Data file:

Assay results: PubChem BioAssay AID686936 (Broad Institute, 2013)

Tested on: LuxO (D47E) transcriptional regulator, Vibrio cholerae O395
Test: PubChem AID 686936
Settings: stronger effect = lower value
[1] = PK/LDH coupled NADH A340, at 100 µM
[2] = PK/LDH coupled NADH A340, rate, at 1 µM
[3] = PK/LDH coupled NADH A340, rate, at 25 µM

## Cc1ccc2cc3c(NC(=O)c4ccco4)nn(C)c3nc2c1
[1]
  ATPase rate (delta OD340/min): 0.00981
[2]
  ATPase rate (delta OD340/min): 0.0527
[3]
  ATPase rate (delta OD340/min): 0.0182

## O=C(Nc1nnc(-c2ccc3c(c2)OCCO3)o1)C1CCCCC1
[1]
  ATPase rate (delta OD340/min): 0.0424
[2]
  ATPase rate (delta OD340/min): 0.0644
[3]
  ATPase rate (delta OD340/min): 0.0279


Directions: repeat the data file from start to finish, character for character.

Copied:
Assay results: PubChem BioAssay AID686936 (Broad Institute, 2013)

Tested on: LuxO (D47E) transcriptional regulator, Vibrio cholerae O395
Test: PubChem AID 686936
Settings: stronger effect = lower value
[1] = PK/LDH coupled NADH A340, at 100 µM
[2] = PK/LDH coupled NADH A340, rate, at 1 µM
[3] = PK/LDH coupled NADH A340, rate, at 25 µM

## Cc1ccc2cc3c(NC(=O)c4ccco4)nn(C)c3nc2c1
[1]
  ATPase rate (delta OD340/min): 0.00981
[2]
  ATPase rate (delta OD340/min): 0.0527
[3]
  ATPase rate (delta OD340/min): 0.0182

## O=C(Nc1nnc(-c2ccc3c(c2)OCCO3)o1)C1CCCCC1
[1]
  ATPase rate (delta OD340/min): 0.0424
[2]
  ATPase rate (delta OD340/min): 0.0644
[3]
  ATPase rate (delta OD340/min): 0.0279